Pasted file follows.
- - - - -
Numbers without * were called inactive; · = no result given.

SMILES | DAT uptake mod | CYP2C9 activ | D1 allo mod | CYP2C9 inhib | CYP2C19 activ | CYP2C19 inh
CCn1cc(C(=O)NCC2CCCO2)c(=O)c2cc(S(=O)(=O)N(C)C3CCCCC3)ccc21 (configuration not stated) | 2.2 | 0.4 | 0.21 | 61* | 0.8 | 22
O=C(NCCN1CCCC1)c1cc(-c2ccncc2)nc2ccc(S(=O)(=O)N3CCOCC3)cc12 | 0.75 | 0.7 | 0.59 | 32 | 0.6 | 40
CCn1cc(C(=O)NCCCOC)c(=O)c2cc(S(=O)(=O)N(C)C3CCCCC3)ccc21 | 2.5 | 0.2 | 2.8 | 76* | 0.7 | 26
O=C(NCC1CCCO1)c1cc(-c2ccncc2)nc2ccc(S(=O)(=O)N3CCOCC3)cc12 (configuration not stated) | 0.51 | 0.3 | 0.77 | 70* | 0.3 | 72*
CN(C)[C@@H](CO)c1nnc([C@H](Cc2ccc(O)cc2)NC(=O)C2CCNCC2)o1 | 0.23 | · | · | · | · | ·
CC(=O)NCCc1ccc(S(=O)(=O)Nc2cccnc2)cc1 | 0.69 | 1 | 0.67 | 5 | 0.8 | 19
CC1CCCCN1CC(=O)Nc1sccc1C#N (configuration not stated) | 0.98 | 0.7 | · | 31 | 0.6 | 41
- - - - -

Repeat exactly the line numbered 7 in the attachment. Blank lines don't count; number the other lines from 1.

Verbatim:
CN(C)[C@@H](CO)c1nnc([C@H](Cc2ccc(O)cc2)NC(=O)C2CCNCC2)o1 | 0.23 | · | · | · | · | ·